The work of establishing a biogas plant in Västerås, the "Växtkraft-plant", for the treatment of source separated household waste, ley crops, and other suitable organic waste, has been in progress for several years. Växtkraft is Swedish for "growth power". An agreement in principle between VafabMiljö (the Solid-Waste Company of Västmanland), LRF (the National Federation of Swedish Farmers) and Mälarenergi, regarding the proprietorship and operation of the plant, constituted the basis for the work. The objectives are to produce a thoroughly researched basis for the decision on the building of the Växtkraft-plant. Biological household waste and ley crop is co-digested in an energy effective anaerobic process. The gas is cleaned and used in public transport buses and private cars in Västerås. The digestate is used as organic fertilizer by the local farmers.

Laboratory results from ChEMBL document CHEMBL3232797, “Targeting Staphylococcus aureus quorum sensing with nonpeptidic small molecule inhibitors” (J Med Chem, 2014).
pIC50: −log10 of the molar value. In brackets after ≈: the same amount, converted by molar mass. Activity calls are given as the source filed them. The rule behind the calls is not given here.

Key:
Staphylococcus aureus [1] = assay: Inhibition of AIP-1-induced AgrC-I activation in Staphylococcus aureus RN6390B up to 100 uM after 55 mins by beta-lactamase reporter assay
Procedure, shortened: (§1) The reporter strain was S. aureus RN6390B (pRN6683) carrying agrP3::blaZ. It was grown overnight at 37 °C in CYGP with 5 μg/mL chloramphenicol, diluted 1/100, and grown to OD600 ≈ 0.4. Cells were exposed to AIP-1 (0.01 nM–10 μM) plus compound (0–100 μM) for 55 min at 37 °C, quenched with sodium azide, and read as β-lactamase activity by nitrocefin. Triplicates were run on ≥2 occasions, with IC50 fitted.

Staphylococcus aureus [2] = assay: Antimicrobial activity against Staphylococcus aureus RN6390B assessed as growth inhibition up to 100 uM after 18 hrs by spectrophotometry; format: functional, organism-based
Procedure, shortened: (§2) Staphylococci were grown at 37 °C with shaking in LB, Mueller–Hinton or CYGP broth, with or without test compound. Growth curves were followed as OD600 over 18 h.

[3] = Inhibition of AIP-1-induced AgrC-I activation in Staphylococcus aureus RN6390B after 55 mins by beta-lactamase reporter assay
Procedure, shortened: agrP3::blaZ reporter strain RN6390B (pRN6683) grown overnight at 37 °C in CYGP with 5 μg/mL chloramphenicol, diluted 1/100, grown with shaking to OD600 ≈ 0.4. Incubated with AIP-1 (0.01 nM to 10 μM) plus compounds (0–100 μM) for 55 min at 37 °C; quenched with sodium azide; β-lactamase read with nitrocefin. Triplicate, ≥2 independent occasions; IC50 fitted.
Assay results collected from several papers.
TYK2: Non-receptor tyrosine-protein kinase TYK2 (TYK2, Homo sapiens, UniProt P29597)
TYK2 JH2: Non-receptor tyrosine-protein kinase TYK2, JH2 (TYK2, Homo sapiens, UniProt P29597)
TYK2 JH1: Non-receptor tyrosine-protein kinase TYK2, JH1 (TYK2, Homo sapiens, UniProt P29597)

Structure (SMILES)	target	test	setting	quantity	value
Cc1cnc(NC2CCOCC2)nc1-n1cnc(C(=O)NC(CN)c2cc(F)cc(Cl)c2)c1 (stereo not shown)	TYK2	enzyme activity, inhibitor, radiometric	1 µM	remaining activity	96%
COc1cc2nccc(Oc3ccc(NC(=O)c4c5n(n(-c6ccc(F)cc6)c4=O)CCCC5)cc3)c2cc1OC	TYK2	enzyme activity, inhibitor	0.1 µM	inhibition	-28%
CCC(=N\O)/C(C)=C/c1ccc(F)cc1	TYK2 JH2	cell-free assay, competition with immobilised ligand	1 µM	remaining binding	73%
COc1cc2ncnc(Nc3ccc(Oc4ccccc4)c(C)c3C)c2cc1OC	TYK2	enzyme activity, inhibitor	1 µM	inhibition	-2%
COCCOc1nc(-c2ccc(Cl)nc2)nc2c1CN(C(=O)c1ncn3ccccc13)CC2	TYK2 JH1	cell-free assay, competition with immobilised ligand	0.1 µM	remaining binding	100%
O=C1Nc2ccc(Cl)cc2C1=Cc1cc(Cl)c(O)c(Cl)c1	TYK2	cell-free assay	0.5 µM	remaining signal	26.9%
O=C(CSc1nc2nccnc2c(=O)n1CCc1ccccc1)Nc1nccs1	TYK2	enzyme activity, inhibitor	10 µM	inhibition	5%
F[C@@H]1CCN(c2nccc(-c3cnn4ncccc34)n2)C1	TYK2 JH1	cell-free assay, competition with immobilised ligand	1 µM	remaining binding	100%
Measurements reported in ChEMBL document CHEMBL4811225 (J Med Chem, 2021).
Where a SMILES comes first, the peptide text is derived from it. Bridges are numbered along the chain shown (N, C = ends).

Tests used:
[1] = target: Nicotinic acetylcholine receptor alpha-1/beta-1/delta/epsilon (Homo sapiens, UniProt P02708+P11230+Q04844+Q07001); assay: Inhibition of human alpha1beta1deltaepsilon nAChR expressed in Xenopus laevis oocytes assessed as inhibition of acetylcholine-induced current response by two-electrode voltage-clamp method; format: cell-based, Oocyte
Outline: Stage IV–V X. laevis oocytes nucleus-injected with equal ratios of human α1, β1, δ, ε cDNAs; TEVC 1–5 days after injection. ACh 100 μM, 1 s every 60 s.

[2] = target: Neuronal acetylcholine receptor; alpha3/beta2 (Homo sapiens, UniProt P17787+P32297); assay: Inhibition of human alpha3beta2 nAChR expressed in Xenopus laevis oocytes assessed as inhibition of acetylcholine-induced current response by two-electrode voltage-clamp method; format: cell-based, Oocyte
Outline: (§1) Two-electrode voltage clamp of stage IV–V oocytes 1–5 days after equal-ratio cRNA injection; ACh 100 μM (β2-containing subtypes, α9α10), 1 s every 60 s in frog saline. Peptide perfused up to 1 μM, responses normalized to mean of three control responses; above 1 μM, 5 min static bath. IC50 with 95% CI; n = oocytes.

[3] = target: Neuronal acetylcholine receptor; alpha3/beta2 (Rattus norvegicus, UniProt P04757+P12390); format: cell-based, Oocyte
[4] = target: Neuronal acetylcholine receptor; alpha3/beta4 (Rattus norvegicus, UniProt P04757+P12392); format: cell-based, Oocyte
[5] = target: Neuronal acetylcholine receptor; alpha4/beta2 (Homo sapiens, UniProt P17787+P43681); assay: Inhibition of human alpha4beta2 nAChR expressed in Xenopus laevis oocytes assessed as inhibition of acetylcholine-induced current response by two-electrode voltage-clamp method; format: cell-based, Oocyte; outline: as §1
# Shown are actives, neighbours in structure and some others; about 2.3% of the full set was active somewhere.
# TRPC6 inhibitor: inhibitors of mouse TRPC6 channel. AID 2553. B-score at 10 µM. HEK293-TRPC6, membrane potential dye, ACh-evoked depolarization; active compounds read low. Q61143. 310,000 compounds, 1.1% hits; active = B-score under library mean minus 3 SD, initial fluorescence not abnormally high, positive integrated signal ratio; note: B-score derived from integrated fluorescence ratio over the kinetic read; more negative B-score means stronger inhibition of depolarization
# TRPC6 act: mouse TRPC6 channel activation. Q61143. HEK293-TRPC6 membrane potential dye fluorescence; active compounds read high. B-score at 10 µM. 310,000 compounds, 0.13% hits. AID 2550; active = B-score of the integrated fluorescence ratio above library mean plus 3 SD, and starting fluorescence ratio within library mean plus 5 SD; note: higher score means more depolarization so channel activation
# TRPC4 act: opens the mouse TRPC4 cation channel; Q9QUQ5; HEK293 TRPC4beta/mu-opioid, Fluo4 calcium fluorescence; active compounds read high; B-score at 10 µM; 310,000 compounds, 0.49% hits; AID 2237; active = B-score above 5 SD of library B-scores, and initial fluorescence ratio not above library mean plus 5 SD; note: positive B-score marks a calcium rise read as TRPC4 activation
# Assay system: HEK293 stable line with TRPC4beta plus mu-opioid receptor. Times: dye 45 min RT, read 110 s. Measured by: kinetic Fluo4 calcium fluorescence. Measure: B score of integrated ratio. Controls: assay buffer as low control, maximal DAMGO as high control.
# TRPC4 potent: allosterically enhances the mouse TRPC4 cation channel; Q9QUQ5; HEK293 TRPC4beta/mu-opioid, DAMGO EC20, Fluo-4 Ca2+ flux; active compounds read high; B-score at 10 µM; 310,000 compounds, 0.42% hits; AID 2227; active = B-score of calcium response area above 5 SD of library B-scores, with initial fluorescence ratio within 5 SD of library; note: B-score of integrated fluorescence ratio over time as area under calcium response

The plant produces biogas equivalent to 15 000 MWh for vehicle fuel. With additional gas from the sewage treatment plant (8 000 MWh) 40 city buses, 20 cleaning vehicles and 500 cars will be supported with fuel. The gas that is not sold as vehicle fuel is used for CHP production.
The gas replaces about 2.3 million litres of petrol and thereby reduces a lot of emissions € mostly carbon dioxide by 3 450 ton per year. The production of biogas will generate fertiliser containing 150 ton nitrogen, 30 ton phosphorous and 90 ton potassium and has been approved by the food industry for use in grain crop. The fertiliser is improved due to the digestion and the nutrition is easier for the plants to take up.
Contribution to Sustainable Development:
The biogas production plant contributes to sustainable development in many different areas. The project helps develop rural areas and local economic life through cooperation between farmers, institutional kitchens and municipalities for example.
Lessons learned and repeatability
Many cities are looking for vehicle fuels and waste management systems that are environmental friendly and cost effective. This full-scale system for co-digestion of biological municipal waste and agricultural feedstock will demonstrate a new way to meet these needs. A new system in which the water addition in the biogas process is minimized will enable a cost effective production and distribution system.
This kind of technique should be interesting to replicate in other parts of Europe as well, especially in large agricultural districts.